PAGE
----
When I felt the pull to be more directly involved in translating great science into drugs, I transitioned to a role as Head of Discovery at the newly established Shire Human Genetic Therapies business unit of Shire Pharmaceuticals following the acquisition of Transkaryotic Therapies (TKT) – shout out to Mike Heartlein for believing that I could make that move and hiring me. Over nearly a decade, I assumed different roles within the organization and learned first-hand how difficult it was to bring drugs from Research to Development and from Clinical to Commercial. Thank you to Sylvie Gregoire, Sue Bruhn, and Phil Vickers for giving me these opportunities and allowing me to help support the approval and commercialization of Elaprase for Hunter Syndrome, Vpriv for Gaucher disease, and Firazyr for Hereditary Angioedema. I am proud that these drugs are still helping patients today.
From there I went on to build and lead small, emerging biotech companies. Most recently, this included taking a small private company (Homology Medicines, founded by 5AM Ventures) to the public market in 2018. The importance of building a strong culture and working with people you can trust is an absolute requirement if a company is going to try and successfully navigate from early-stage research into the clinic and beyond. A strong culture of trust does not come easily or overnight for a young company. We all have our own way of building this and is a result of the lessons we learned along the way, many of which have been highlighted in LifeSciVC blogs by others.
In the fall of 2022, I moved on from my CEO role at Homology Medicines to Chairman of the company, and I joined 5AM Ventures as a Venture Partner. It is a great opportunity to work with Kush Parmar and Andy Schwab as Managing Directors and here, I have a front row seat to the amazing science that continues to be generated by academia, small and large biotech, and pharma. It is truly a pleasure to work with colleagues and advisors that have founded, funded, nurtured, and operated many successful companies.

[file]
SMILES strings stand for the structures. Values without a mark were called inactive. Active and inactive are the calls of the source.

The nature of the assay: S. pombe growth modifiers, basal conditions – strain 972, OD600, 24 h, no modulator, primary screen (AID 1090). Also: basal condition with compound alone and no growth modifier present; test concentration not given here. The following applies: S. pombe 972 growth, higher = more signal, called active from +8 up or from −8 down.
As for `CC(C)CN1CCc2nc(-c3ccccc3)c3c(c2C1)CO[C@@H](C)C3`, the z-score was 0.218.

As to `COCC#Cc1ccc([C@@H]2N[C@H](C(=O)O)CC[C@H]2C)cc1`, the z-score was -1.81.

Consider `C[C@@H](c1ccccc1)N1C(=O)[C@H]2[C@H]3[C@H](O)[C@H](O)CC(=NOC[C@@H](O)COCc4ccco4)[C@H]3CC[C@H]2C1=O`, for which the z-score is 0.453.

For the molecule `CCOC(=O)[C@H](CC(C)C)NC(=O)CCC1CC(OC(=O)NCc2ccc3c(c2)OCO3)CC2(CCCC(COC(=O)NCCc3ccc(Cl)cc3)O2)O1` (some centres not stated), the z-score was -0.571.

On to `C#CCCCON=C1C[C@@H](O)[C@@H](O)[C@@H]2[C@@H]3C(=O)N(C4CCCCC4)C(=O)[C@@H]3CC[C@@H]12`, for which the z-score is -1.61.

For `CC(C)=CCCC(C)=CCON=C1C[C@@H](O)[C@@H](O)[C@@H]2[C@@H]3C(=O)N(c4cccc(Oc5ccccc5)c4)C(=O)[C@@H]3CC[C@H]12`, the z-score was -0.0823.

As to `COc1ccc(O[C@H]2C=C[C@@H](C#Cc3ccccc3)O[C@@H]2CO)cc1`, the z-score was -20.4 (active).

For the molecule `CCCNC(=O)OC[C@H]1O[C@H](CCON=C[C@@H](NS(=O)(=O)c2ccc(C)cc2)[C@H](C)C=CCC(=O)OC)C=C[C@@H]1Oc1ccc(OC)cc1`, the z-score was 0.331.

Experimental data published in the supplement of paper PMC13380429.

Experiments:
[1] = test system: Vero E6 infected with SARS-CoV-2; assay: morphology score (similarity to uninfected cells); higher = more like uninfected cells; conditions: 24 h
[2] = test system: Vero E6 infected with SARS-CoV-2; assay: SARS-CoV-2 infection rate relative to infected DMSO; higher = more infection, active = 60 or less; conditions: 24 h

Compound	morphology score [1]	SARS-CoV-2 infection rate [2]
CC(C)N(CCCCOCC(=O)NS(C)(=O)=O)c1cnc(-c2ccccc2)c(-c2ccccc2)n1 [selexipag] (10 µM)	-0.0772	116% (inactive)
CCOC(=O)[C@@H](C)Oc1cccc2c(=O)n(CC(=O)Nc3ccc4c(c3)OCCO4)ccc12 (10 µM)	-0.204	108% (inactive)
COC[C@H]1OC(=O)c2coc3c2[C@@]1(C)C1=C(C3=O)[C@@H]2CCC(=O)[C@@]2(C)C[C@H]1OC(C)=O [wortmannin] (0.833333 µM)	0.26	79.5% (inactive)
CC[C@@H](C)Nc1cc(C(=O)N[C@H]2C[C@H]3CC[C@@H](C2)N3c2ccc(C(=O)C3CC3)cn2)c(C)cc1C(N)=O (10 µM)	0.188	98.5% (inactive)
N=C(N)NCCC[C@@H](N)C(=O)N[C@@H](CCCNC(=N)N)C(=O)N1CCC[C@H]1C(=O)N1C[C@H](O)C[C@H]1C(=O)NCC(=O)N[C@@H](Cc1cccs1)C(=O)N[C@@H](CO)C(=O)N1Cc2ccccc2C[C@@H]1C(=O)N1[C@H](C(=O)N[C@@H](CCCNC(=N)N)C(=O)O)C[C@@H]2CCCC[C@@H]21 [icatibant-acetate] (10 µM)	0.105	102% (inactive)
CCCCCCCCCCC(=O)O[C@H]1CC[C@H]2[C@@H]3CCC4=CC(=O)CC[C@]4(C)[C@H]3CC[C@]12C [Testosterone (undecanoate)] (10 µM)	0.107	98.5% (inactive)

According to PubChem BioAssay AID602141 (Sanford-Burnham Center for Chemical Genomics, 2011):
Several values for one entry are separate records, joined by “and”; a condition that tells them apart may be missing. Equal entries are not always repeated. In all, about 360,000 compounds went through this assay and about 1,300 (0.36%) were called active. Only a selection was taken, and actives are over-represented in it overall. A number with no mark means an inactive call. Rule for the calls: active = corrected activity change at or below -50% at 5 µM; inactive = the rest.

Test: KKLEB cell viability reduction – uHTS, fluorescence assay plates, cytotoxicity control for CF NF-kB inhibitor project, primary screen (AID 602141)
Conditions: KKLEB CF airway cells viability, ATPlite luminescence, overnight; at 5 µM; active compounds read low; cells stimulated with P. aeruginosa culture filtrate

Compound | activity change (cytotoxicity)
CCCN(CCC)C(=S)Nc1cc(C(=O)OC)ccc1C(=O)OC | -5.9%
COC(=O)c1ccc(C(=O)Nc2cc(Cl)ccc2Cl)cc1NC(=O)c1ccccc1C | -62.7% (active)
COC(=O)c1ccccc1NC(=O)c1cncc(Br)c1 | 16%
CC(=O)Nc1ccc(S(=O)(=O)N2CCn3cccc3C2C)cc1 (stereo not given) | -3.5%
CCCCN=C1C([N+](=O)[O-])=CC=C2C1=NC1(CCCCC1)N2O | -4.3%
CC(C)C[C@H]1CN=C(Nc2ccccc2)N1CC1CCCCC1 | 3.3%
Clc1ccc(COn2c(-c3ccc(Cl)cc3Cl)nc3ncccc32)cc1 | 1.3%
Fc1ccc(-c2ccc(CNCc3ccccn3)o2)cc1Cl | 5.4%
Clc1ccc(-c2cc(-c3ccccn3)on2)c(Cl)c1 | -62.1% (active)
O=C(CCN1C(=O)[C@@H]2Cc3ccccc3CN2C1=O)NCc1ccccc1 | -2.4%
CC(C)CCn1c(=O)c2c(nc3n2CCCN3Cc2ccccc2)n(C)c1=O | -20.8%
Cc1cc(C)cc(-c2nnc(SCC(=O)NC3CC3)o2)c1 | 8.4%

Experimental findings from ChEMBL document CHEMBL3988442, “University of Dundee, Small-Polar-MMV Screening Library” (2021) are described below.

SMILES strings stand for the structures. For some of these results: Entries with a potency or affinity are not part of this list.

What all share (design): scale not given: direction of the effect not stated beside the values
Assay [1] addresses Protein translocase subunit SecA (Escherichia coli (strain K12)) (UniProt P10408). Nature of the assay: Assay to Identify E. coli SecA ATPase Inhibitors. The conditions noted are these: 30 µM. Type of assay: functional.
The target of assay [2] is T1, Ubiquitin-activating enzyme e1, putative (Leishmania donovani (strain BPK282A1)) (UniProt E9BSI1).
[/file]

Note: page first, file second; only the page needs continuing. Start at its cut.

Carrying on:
In a way, I have come full circle 30+ years later and now have the opportunity to bring cutting-edge science forward by helping build and lead early-stage life science companies. Lifordi Immunotherapeutics is a product of this part of my journey, where I’ve taken on the CEO role, working closely with Arch’s Steve Gillis and Atlas’ Bruce Booth.
All I can say for now is that Lifordi is focused on applying new and proprietary ADC technology to the treatment of autoimmune and inflammatory diseases. I think the time is right to take this validated platform into new waters, and I am very excited about the opportunities we have to help patients with these diseases while leveraging my roots as an immunologist. Stay tuned for more on this later in the year.
2024 and beyond
This brings me back to my optimism as I return from JPM 2024. While the values of companies dropped to all time low levels over the past 3 years, we just kept plugging away like we always have because that is what we do. We are used to this work being tough and despite that, we keep moving the ball forward. That is how we were trained and that is how we know we can succeed. Clinical data wins were plentiful from 2020 to 2023. Drug approvals kept pace during this time. New science continued to emerge …did anything in the drug discovery and development process fundamentally change? I don’t think so.
Clearly, we have experienced a reset in biotech. Multiple companies have restructured, merged, or ceased operations altogether. We have never seen the number of layoffs in biotech that happened in 2022 and 2023… ever.
I believe we are in an equilibration phase for the industry and we will start to rebuild the value this year that has been lost. Innovation and perseverance have kept us going and the resilience we demonstrate every day in our respective roles in developing drugs for patients who need them has carried us through this into a more hopeful 2024. You see, we were down but never out. We are trained to survive the tough times and we will continue to deliver on our collective mission to bring new medicines to patients, their families, and caregivers.